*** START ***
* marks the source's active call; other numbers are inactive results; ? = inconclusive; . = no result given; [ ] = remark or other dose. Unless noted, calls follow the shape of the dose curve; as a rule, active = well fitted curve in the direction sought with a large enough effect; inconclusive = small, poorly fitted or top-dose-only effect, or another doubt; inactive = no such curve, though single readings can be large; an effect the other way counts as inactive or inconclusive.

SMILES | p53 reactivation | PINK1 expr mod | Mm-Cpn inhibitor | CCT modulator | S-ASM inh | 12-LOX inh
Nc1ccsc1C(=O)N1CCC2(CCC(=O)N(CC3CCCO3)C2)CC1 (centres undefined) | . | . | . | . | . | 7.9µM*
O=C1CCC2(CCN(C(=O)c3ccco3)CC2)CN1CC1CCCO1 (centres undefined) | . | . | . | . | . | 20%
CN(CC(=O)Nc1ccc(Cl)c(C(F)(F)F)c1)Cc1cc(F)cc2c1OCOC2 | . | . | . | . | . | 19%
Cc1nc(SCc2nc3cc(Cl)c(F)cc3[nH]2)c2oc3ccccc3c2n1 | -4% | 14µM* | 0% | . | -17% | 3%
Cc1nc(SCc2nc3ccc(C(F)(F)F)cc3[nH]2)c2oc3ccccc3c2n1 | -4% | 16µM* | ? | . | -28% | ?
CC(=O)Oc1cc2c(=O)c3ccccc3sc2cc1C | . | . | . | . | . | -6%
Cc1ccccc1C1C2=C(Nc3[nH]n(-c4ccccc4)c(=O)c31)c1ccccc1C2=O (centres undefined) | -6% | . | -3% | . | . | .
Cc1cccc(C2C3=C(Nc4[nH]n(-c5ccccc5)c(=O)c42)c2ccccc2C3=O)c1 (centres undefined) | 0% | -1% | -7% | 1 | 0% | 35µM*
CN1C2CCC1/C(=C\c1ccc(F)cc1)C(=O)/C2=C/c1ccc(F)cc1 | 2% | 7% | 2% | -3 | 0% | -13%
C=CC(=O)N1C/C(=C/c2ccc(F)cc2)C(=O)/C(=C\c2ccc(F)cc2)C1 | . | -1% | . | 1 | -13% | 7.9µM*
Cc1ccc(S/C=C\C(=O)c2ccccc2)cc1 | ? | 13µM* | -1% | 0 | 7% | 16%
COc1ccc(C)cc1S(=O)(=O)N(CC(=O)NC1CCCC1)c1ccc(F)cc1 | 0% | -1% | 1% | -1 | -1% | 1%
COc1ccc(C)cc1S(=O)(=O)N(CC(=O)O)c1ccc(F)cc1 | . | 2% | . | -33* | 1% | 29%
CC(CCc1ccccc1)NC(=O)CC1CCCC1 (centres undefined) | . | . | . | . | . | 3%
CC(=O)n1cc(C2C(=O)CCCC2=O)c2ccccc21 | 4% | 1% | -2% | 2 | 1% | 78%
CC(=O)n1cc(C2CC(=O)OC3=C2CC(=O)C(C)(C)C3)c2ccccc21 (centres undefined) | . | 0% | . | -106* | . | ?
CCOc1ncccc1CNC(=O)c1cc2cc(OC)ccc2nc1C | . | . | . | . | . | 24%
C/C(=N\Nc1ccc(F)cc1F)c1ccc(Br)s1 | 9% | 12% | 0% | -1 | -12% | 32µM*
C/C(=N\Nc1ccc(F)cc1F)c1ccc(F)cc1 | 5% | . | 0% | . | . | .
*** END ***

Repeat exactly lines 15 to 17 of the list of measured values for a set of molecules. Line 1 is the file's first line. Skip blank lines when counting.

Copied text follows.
COc1ccc(C)cc1S(=O)(=O)N(CC(=O)O)c1ccc(F)cc1 | . | 2% | . | -33* | 1% | 29%
CC(CCc1ccccc1)NC(=O)CC1CCCC1 (centres undefined) | . | . | . | . | . | 3%
CC(=O)n1cc(C2C(=O)CCCC2=O)c2ccccc21 | 4% | 1% | -2% | 2 | 1% | 78%